Over the past 13 years, the world's airlines and the world's governments have spent several large fortunes protecting civilian airports, aircraft and passengers from terrorists, hijackers, bombers and other miscreants.
We have searched through and X-rayed billions of bags and patted down, sniffed and scanned billions of people, humiliating many of them in the process.
We have created extensive databases and information systems to investigate and verify the identities of people who travel, at great cost and inconvenience.
And now we are reminded that the most insidious threat to our freedom may not be the odd zealot, shoe-bomber or absent-minded gun collector, but our own inability to live at peace with ourselves.
As of this writing, the emerging consensus in the West is that pro-Russian separatists in Eastern Ukraine shot down Malaysian Airlines Flight 17 using a Russian-made, surface-to-air guided missile, mistakenly believing that they were shooting at a Ukrainian military transport plane.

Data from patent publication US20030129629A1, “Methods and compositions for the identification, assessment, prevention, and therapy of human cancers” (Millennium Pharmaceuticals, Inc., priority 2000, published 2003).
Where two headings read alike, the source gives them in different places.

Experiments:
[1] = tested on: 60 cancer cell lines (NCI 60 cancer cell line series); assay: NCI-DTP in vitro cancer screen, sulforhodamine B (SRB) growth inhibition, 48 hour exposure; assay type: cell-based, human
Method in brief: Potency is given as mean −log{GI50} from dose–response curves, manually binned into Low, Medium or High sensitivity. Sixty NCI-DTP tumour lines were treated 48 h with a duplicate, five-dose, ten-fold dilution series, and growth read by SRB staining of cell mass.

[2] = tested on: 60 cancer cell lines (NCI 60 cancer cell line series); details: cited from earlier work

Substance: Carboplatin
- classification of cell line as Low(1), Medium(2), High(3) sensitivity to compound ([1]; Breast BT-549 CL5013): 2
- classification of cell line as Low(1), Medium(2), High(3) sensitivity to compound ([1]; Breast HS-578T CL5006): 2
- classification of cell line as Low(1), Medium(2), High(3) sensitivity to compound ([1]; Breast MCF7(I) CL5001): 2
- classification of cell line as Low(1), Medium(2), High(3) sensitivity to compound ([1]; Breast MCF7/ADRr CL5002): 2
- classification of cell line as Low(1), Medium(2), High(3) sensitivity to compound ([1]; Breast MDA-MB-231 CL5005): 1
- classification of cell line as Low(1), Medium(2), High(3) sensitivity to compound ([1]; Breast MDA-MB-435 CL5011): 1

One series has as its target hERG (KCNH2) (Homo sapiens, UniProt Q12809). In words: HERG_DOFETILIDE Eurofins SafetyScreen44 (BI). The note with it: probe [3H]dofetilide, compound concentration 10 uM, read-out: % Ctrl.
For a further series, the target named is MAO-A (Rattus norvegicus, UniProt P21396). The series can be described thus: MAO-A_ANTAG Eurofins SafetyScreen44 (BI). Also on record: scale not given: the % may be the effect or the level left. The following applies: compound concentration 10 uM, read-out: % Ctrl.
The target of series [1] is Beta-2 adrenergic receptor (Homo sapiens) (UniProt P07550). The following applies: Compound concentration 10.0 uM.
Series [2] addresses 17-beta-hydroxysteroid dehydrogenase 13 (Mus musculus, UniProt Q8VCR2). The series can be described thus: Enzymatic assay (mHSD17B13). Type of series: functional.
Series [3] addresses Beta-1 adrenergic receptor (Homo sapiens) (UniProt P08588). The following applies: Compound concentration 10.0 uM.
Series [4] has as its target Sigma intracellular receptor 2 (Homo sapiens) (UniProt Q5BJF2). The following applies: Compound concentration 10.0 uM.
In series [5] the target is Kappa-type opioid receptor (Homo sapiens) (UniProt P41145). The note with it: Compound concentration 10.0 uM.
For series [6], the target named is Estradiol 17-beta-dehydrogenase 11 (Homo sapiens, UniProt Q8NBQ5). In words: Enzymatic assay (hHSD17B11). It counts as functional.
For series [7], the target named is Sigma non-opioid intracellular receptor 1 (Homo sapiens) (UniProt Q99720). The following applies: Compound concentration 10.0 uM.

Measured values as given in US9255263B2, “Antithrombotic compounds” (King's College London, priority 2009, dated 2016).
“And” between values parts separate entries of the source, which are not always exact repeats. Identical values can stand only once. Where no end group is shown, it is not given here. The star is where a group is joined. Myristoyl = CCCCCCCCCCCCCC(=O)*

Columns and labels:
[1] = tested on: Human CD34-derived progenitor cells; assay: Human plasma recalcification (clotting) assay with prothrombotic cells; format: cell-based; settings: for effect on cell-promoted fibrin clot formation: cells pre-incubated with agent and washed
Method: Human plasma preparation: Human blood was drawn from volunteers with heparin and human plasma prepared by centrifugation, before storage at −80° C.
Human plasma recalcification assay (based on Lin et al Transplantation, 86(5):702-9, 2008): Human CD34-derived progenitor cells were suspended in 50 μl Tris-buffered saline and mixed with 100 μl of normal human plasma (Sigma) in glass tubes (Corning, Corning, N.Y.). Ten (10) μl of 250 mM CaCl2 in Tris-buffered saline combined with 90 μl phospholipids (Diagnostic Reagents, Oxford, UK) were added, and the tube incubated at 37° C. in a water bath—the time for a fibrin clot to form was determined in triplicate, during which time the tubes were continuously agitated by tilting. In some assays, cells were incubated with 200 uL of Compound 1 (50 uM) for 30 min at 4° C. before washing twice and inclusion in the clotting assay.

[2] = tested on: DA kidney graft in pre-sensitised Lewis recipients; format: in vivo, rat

In light of subsequent events, it's no consolation that this may have been an accident. The activities of the so-called "rebels" at the crash site (one commentator called them "undisciplined louts") and the responses of the Russian government to the whole affair have been hypocritical, cowardly, criminal or all of the above.
In the wake of the disaster, IATA Director General Tony Tyler correctly observed that "nobody should be shooting missiles at civilian aircraft" and called on the world's governments to review "how airspace risk assessments are made."
In addition to assessing risks to the airspace, governments should redouble their efforts to reduce those risks. Aviation has a proud history of learning from its accidents. Diplomats and statesmen should take heed.